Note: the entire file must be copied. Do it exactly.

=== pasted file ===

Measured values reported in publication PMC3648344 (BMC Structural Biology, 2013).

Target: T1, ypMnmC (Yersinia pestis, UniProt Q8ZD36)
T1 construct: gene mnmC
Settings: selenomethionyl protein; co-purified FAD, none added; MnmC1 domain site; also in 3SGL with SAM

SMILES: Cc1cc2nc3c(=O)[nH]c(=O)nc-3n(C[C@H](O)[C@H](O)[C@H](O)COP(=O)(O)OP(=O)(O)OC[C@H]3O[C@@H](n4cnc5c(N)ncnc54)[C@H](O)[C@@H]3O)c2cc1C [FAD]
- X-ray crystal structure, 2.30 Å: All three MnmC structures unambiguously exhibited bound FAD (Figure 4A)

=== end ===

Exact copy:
Measured values reported in publication PMC3648344 (BMC Structural Biology, 2013).

Target: T1, ypMnmC (Yersinia pestis, UniProt Q8ZD36)
T1 construct: gene mnmC
Settings: selenomethionyl protein; co-purified FAD, none added; MnmC1 domain site; also in 3SGL with SAM

SMILES: Cc1cc2nc3c(=O)[nH]c(=O)nc-3n(C[C@H](O)[C@H](O)[C@H](O)COP(=O)(O)OP(=O)(O)OC[C@H]3O[C@@H](n4cnc5c(N)ncnc54)[C@H](O)[C@@H]3O)c2cc1C [FAD]
- X-ray crystal structure, 2.30 Å: All three MnmC structures unambiguously exhibited bound FAD (Figure 4A)